Dragon Quest Builders Could be the Minecraft Gateway for Old People

Dragon Quest Builders Could be the Minecraft Gateway for Old People

A mix of old and new could be just what the reluctant need to get into the world of blocky building.

If I spot a rogue kid out in the wild, nine times out of ten, they're talking about Minecraft. This isn't an exaggeration—it's an inevitability. Just as Nintendo's 8-bit machine had a stranglehold on my generation, millions of kids are just as entranced by Mojang's impossibly successful phenomenon.

I've seen plenty of people around my age act pretty dismissive towards Minecraft, which feels more than a little short-sighted to me. If anything, I wish Minecraft had been around when I was a kid; I always dreamed of playing with a set of infinite LEGOs, and today's generation of children can essentially have exactly this for just 27 American dollars.

I've tinkered with Minecraft off and on since around 2011, and while I'd love to get into the game, the overwhelming amount of Things to Do coupled with my lack of free time makes anything more ambitious than poking around an unthinkable prospect. Shave 25 years off my life and give me a series of endless grade-school summers, though, and I'm sure I'd be spending most of my waking moments lost in Minecraft's world.

And so we come to Dragon Quest Builders. Series creator and guiding hand Yuji Horii has always gone where the money is, so it's not surprising to see a Dragon Quest spin-off lean so heavily on Minecraft; remember, the Dragon Quest Monsters series was largely engineered to take advantage of late '90s Pokemon fever. I initially dismissed Builders as a pretty shameful Minecraft clone, but after watching the admittedly gameplay-free trailer, I'm starting to see this new creation as something a little more worthwhile.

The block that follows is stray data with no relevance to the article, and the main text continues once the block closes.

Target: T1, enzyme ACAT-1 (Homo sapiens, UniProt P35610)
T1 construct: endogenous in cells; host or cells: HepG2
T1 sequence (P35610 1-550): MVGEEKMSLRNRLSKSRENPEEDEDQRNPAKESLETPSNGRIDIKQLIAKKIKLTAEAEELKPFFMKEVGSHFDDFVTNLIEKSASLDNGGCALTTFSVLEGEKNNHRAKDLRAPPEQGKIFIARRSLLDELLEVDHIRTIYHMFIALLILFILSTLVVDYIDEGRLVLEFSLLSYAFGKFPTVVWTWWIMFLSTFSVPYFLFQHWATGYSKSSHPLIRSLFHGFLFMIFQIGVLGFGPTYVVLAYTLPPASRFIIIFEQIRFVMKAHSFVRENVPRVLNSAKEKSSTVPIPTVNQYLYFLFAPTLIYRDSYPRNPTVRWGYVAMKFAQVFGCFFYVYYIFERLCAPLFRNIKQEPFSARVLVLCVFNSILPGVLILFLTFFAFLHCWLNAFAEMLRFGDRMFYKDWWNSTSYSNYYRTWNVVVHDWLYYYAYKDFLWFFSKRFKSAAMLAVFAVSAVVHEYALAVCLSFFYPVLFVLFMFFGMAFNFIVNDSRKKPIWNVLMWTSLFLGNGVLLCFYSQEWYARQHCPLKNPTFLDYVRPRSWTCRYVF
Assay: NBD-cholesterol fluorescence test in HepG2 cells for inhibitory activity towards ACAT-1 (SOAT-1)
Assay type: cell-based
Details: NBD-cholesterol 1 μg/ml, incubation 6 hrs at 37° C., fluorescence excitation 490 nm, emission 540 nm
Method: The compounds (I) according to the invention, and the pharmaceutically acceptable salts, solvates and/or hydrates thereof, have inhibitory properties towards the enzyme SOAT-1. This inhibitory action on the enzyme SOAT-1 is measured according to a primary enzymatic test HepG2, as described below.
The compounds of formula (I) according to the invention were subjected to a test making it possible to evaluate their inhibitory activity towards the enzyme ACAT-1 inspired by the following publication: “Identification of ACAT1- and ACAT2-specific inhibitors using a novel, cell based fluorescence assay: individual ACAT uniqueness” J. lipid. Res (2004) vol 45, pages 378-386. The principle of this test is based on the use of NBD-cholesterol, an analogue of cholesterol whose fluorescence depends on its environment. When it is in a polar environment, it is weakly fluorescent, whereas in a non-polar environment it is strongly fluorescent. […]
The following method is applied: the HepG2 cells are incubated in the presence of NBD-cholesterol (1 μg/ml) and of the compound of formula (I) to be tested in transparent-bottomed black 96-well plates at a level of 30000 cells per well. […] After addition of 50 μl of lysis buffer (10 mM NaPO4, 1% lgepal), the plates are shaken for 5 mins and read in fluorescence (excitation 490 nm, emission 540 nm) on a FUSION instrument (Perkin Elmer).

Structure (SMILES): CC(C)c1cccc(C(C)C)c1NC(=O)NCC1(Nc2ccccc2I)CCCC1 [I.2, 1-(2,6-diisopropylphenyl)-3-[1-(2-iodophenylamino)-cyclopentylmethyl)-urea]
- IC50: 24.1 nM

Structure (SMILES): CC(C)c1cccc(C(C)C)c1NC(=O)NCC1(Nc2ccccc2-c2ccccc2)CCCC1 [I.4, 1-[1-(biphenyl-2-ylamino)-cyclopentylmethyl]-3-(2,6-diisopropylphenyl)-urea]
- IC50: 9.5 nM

From the looks of thing, Builders appears to be Minecraft with an express purpose—which may be against the philosophy of Minecraft, but whatever. But this aspect, combined with the familiar trappings of Square-Enix's legendary RPG series, could be all people like me need to give this take on Minecraft a chance. I actually had a somewhat similar experience with Final Fantasy XIV: I tried a few MMORPGs before, decided they weren't for me, then decided to give FFXIV a spin.

Of course, it helps that it's an extremely well-designed MMO, but the Final Fantasy-themed elements made learning how to play this style of game much less intimidating. And that's how I see Dragon Quest Builders: Kids will come to it because they're Minecraft-crazy, and older folks can use the comfort food elements of Dragon Quest to figure out what this Minecraft thing is all about. Even if Builders is slightly shameless, it definitely feels like a win-win scenario to me.

That said, we don't know if Builders—due in Japan January 28—will make it to the States, though the Minecraft hooks could make it more viable than a standard Dragon Quest release. For the past five years, Square-Enix has been reluctant about bringing more Dragon Quest to the West, and future releases may hinge on the popularity of the upcoming Dragon Quest Heroes, due to hit the States October 13th. And, as trite as the expression is, this may be one of the few cases voting with your dollars actually works.

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